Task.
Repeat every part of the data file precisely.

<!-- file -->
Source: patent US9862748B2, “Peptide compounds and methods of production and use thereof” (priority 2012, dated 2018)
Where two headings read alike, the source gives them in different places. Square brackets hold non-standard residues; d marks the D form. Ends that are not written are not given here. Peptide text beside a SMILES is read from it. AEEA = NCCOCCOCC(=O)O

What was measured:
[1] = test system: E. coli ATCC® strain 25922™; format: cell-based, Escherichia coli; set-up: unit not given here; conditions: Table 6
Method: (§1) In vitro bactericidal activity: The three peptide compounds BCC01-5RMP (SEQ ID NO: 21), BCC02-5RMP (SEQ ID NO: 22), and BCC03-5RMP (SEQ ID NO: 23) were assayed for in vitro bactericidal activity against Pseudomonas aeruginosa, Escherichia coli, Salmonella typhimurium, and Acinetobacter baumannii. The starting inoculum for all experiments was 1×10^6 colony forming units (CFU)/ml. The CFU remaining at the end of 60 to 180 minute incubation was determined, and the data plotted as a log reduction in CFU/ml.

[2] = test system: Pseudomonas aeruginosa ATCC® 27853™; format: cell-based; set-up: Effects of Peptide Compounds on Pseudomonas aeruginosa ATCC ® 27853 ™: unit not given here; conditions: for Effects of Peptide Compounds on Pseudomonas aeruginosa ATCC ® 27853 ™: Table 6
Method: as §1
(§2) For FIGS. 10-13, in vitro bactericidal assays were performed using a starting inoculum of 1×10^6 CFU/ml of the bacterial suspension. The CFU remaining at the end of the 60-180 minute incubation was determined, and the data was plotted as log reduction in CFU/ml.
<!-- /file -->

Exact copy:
Source: patent US9862748B2, “Peptide compounds and methods of production and use thereof” (priority 2012, dated 2018)
Where two headings read alike, the source gives them in different places. Square brackets hold non-standard residues; d marks the D form. Ends that are not written are not given here. Peptide text beside a SMILES is read from it. AEEA = NCCOCCOCC(=O)O

What was measured:
[1] = test system: E. coli ATCC® strain 25922™; format: cell-based, Escherichia coli; set-up: unit not given here; conditions: Table 6
Method: (§1) In vitro bactericidal activity: The three peptide compounds BCC01-5RMP (SEQ ID NO: 21), BCC02-5RMP (SEQ ID NO: 22), and BCC03-5RMP (SEQ ID NO: 23) were assayed for in vitro bactericidal activity against Pseudomonas aeruginosa, Escherichia coli, Salmonella typhimurium, and Acinetobacter baumannii. The starting inoculum for all experiments was 1×10^6 colony forming units (CFU)/ml. The CFU remaining at the end of 60 to 180 minute incubation was determined, and the data plotted as a log reduction in CFU/ml.

[2] = test system: Pseudomonas aeruginosa ATCC® 27853™; format: cell-based; set-up: Effects of Peptide Compounds on Pseudomonas aeruginosa ATCC ® 27853 ™: unit not given here; conditions: for Effects of Peptide Compounds on Pseudomonas aeruginosa ATCC ® 27853 ™: Table 6
Method: as §1
(§2) For FIGS. 10-13, in vitro bactericidal assays were performed using a starting inoculum of 1×10^6 CFU/ml of the bacterial suspension. The CFU remaining at the end of the 60-180 minute incubation was determined, and the data was plotted as log reduction in CFU/ml.